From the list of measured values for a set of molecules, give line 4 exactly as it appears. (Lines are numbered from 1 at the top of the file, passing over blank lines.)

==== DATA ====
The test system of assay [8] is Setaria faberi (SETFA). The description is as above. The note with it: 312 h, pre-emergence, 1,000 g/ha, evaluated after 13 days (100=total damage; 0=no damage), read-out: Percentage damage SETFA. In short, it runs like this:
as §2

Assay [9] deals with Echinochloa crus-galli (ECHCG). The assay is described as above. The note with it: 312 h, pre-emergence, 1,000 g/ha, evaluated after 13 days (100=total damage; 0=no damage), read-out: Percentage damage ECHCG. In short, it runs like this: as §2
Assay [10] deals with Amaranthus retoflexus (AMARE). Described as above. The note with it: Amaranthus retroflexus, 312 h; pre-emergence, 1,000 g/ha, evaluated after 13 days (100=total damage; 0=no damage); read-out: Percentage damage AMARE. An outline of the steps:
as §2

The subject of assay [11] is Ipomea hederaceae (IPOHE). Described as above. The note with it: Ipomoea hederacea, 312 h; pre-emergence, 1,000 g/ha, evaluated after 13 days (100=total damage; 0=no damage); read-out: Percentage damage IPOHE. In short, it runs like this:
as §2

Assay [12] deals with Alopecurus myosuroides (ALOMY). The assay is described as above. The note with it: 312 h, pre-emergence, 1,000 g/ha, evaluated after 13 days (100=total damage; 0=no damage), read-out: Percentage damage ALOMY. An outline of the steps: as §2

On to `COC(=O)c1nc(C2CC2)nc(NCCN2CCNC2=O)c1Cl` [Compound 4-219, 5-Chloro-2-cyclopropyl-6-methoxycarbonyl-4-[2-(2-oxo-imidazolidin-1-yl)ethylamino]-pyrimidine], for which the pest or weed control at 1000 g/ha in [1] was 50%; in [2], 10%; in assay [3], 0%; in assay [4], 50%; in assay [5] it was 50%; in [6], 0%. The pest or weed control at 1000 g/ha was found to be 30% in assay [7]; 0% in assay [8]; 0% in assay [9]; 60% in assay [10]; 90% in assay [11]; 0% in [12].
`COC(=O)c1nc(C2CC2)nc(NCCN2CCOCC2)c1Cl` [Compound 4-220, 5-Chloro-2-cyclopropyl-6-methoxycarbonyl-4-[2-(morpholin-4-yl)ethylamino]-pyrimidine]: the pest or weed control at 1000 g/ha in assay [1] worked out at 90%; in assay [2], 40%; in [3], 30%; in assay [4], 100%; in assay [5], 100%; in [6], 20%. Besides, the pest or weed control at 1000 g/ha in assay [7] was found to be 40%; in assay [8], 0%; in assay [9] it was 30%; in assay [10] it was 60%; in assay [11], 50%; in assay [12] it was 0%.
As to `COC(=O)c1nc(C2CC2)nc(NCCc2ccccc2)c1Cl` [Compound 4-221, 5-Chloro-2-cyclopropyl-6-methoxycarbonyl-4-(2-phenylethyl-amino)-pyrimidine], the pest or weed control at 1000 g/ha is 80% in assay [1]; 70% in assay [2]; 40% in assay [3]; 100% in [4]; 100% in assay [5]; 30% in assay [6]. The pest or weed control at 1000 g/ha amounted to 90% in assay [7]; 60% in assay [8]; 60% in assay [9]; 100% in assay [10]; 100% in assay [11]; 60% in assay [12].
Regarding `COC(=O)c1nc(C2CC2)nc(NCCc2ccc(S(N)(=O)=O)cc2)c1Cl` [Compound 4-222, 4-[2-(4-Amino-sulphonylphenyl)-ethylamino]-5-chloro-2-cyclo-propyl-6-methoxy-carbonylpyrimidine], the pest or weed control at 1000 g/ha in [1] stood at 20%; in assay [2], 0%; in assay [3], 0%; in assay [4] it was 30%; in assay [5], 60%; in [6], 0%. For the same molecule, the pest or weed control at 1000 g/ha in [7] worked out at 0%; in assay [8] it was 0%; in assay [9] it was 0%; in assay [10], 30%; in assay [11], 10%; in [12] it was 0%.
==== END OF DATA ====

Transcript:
Assay [10] deals with Amaranthus retoflexus (AMARE). Described as above. The note with it: Amaranthus retroflexus, 312 h; pre-emergence, 1,000 g/ha, evaluated after 13 days (100=total damage; 0=no damage); read-out: Percentage damage AMARE. An outline of the steps: